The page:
Right from the get go, this summer presented its challenges. I say challenges because I like to think that I can rise to them, rather than being overcome by them.
So, when my 85 year old mother experienced a series of unfortunate events (think Alexander and the Terrible, Horrible, No Good, Very Bad Day), it was time to put my thinking cap on. She was beset by one malady after another and while helping her through, I knew that I needed to re-craft my art practice. This is because art is both a vocation and something that’s hard to go without. I had to create a series that was a marriage of necessity and curiosity.
Right away, I decided to reduce the size of the prints. I’d been working in sheets of 9″ x 12″ that arranged in 3 rows of 3, created a piece. “O.k.,” I thought, “I’ll jump back to the 30 x 30 challenge. 6″ x 8″ it is!”
And my topic? Over the last few years, I’d noticed that the recycled copy papers I use to mop up extra paint produced some extraordinary layers. The effect is something like a stucco wall with many layers of paint; an inadvertent fresco.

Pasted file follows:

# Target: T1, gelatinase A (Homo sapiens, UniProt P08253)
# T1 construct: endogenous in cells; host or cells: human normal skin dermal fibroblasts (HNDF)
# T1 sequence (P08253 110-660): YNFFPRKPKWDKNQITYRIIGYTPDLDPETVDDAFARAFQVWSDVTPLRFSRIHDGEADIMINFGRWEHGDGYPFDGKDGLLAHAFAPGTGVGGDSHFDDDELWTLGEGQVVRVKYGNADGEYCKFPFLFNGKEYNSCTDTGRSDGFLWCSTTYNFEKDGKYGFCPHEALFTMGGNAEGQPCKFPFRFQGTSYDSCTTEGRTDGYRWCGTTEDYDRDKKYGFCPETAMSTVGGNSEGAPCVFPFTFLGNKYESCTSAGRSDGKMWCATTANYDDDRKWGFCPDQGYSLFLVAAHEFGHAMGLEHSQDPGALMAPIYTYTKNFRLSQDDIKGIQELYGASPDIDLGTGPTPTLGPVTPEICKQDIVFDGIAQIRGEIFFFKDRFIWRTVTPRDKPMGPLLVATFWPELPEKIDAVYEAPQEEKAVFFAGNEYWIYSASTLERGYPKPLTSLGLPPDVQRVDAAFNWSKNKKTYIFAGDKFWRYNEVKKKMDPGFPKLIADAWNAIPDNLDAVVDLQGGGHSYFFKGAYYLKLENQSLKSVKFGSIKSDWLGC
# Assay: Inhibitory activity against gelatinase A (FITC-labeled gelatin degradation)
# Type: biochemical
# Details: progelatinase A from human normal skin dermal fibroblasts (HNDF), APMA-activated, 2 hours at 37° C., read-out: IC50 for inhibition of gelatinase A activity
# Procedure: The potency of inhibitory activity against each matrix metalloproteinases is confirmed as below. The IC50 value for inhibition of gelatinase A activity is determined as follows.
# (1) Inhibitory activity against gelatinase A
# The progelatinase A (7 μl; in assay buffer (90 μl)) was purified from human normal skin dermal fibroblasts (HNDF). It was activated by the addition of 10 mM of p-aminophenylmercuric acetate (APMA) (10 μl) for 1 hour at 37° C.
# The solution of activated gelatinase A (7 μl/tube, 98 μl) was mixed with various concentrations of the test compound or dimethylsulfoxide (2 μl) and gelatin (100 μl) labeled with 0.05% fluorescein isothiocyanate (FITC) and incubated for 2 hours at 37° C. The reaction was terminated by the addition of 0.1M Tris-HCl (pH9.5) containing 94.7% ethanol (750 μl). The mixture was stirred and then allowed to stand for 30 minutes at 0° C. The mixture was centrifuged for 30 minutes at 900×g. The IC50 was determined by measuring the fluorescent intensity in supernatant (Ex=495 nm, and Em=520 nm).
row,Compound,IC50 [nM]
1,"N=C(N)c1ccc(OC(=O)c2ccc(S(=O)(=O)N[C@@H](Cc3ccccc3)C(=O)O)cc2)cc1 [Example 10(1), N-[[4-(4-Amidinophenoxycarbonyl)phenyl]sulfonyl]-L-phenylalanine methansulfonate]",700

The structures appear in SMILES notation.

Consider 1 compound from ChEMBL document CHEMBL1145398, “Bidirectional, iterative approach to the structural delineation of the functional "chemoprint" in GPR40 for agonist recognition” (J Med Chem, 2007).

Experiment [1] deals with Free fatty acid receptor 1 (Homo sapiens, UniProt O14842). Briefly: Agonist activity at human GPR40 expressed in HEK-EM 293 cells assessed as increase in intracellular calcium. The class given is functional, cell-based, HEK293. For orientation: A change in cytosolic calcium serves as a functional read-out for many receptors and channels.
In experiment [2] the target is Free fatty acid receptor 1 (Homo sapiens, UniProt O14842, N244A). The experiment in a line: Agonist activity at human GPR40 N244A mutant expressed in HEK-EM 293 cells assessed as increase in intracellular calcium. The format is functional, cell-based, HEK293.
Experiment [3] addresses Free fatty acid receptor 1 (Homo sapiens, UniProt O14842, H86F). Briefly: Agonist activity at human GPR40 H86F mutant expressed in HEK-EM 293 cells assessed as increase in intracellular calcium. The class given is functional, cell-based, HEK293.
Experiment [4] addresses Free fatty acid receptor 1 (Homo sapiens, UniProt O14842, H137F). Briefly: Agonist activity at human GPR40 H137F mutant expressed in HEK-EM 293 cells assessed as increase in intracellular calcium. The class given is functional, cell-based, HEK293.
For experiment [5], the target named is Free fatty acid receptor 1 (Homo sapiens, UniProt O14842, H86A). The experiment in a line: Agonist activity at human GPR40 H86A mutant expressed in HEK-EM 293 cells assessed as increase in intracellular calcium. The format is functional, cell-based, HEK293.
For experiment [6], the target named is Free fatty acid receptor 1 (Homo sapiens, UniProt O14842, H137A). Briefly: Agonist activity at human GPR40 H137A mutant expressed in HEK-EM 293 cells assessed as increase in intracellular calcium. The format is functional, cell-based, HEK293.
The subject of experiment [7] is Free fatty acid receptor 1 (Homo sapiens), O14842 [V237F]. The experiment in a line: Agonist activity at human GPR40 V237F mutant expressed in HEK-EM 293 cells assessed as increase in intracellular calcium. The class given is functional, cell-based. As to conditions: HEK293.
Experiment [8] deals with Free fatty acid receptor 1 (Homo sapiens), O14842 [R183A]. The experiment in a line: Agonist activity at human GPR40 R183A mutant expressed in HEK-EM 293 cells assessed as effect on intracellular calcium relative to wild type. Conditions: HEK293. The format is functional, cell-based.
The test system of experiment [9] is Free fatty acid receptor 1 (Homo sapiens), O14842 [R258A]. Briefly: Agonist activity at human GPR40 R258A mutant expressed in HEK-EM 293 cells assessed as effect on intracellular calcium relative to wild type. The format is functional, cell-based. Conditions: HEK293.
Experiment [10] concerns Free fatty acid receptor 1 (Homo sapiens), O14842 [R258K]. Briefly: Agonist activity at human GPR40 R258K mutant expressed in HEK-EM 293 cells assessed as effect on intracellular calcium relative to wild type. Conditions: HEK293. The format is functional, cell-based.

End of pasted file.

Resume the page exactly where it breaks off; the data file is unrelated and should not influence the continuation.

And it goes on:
But how to create that effect on the thicker art paper? I began by simply putting pieces of paper down on the painted plate and leaving them there for a time. In this hot, dry valley, I didn’t need to wait overnight. Several hours could produce a paper with a thick layer of acrylic, very satisfying to pull off the gelli plate. I also added one or two layers of gel medium, tinted to bring out the color I was working with.
It’s been tremendous fun and the smaller sheets of paper provided a journal format; a way that I could record the mood of the day, the season and my own internal drive to leave traces of these days.